Programming of the interactives can include custom analytics events and rough session estimations based on user activity and idle times. These methods are not necessarily meant to be definitive but may provide alternatives where other methods are not feasible or desirable. In cases where other tools are available, combining these techniques may provide a richer picture of the overall effectiveness of installed interactives.

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MW18 Presentation: Anonymous And Cheap: Experimenting With Unobtrusive Methods Of Measuring User Experience And Engagement For In-Gallery Interactives

  1. 1. ANONYMOUS & CHEAP Experimenting with Unobtrusive Methods of Measuring User Experience and Engagement for In- Gallery Interactives
  2. 2. Anonymous: Solution and Problem Visitors: Low barrier to entry NO DATA
  3. 3. Naturalistic Observation (Lurking)
  4. 4. One task One interpretive point Usable ≠ Engaging
  5. 5. What these experiments were… and weren’t WERE: • UX engagement • Stop-gap • Trial and error/iterative WEREN’T: • Educational/interpretive goal measurement • Exhaustive or definitive • High-tech
  6. 6. “Engagement is a category of user experience characterized by attributes of challenge, positive affect, endurability, aesthetic and sensory appeal, attention, feedback, variety/novelty, inter-activity, and perceived user control” - O’Brien & Toms Question 1: What is “engaged”?
  7. 7. Questions about experience • What proportion of visitors are using them? • Do visitors understand function? • Do the interactives support the context? • What is the emotional response? Are there things we can measure to benchmark future projects?
  8. 8. First Line of Attack: Idle Timers & Custom Event Analytics
  9. 9. Idle Timer as User Session Proxy
  10. 10. Mean: 3.7 pinch-to-zoom interactions per “user session”
  11. 11. Idle Timer as User Session Proxy
  12. 12. Mean: 0.3 interactions with interpretive content per “user session” 0 500 1000 1500 2000 2500 3000 Blaschka Map: User Sessions and Map Pin Taps Map Pin Tap Events User Sessions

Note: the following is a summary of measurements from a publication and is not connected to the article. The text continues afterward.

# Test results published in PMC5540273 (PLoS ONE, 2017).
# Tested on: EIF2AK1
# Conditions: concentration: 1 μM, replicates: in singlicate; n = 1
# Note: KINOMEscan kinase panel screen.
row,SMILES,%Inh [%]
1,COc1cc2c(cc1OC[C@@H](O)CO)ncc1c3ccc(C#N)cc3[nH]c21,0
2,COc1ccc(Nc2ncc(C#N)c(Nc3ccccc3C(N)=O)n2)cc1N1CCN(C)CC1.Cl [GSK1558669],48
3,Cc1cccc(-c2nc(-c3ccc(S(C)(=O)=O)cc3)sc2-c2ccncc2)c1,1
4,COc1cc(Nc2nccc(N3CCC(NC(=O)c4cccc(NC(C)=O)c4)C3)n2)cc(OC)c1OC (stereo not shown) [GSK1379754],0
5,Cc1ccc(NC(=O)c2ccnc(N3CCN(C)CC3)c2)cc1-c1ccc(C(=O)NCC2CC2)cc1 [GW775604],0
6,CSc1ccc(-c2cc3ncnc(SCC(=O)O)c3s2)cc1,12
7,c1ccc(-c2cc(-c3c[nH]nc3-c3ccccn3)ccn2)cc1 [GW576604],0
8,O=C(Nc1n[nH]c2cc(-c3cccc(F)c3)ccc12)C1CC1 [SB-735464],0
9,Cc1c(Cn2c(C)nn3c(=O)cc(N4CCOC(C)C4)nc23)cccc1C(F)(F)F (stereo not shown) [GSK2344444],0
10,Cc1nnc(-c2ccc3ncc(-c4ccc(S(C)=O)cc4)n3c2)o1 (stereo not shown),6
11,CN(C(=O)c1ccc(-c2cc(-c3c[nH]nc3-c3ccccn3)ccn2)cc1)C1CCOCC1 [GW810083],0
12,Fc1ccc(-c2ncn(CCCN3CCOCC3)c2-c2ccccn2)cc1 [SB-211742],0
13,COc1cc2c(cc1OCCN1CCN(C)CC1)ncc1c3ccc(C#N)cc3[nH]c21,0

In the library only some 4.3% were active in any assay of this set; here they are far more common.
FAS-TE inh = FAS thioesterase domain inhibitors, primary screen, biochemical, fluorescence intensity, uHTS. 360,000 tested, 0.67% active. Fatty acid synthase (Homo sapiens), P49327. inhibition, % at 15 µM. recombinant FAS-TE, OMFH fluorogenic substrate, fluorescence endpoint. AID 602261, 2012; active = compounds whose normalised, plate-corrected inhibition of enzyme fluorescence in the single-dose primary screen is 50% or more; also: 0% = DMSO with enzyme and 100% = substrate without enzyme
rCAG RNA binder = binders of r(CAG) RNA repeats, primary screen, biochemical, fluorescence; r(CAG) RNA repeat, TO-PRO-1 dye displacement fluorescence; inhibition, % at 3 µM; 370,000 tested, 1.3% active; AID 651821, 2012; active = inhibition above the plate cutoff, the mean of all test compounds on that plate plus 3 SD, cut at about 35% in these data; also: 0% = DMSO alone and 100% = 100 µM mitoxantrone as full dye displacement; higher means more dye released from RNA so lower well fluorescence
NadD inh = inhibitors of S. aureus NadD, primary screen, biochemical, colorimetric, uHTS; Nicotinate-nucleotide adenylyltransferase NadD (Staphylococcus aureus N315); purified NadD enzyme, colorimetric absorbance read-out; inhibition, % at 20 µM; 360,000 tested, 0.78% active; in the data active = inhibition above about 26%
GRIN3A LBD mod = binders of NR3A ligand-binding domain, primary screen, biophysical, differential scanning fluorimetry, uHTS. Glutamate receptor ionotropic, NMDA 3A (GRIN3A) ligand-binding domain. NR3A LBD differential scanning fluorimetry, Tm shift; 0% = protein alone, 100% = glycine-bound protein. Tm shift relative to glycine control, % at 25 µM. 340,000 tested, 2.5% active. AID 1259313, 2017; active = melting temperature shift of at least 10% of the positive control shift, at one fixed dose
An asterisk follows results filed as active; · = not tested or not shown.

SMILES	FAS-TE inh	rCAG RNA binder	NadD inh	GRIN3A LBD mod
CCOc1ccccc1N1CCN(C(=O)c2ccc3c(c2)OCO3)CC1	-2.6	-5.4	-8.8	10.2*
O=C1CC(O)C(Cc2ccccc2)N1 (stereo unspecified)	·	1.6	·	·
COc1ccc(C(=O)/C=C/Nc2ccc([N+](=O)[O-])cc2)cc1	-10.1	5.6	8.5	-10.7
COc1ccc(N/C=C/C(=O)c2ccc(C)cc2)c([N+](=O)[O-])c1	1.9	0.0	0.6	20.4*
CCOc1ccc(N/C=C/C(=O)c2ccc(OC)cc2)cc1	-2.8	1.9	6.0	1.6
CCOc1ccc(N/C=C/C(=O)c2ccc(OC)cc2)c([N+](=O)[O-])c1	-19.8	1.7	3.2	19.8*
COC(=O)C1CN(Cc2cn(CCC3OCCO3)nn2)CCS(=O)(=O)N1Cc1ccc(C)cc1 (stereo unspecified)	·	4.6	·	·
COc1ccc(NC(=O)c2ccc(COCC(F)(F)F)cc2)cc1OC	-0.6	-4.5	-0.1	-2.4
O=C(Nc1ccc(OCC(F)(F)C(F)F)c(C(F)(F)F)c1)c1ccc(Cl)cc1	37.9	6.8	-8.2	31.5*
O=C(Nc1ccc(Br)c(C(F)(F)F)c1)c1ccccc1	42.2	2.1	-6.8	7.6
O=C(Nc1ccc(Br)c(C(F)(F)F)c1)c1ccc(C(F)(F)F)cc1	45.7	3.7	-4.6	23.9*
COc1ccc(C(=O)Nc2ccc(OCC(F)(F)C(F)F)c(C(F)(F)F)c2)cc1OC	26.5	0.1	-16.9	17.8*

13. 13. Second Approach: Video Observations and Optimized Forms
  14. 14. The Setup • Two cameras • Two rooms • Four digital interactives
  15. 15. Deferred Observations • Unobtrusive • Non-real-time
  16. 16. Optimized Forms • Two tools • Multiple iterations • Lots of trial and error
  17. 17. Counting Visitors and Interactive Usage
  18. 18. Results
  19. 19. 42% Overall 64% Child/teen 32% Adult 47% Senior Tiffany“Workshop”: PercentageofVisitors W ho UsedAtLeastOneDigital Interac�ve,byAgeCategory
  20. 20. Digging Deeper • Individual observations of behaviors and interactions • Branching logic forms for data collection optimized to visitor behaviors
  21. 21. Mosaic Theater How do you measure engagement with a passive experience?
  22. 22. Mosaic Theater: Passive Engagement 30% 13% 18% 17% 22% Mosaic Theater: Visitor Time Spent less than 1 minute 1-2 minutes 2-4 minutes 4-8 minutes more than 8 minutes
  23. 23. Mosaic Theater: Interaction
  24. 24. Tiffany Workshop Interactives: the Payoff
  25. 25. Workshop Interactives: Content Engagement
  26. 26. Workshop Interactives: Disengagement • Satisfied with information and/or experience: user purposefully examined most or all the content and/or engaged in discussion with others about the information presented • Interruption or distraction: interruption of attention by other person or activity • Usability issue(s): repeated unsuccessful attempts at interaction or visual frustration • Boredom or uninterested: user quickly perused or otherwise spent little time or attention on information or application • Time Constraint: summoned away before user appeared ready to depart. This category was sometimes difficult to distinguish from “interruption or distraction” • Unclear: could not infer reason for disengagement or otherwise unclear
  27. 27. Where Do We Go From Here? XKCD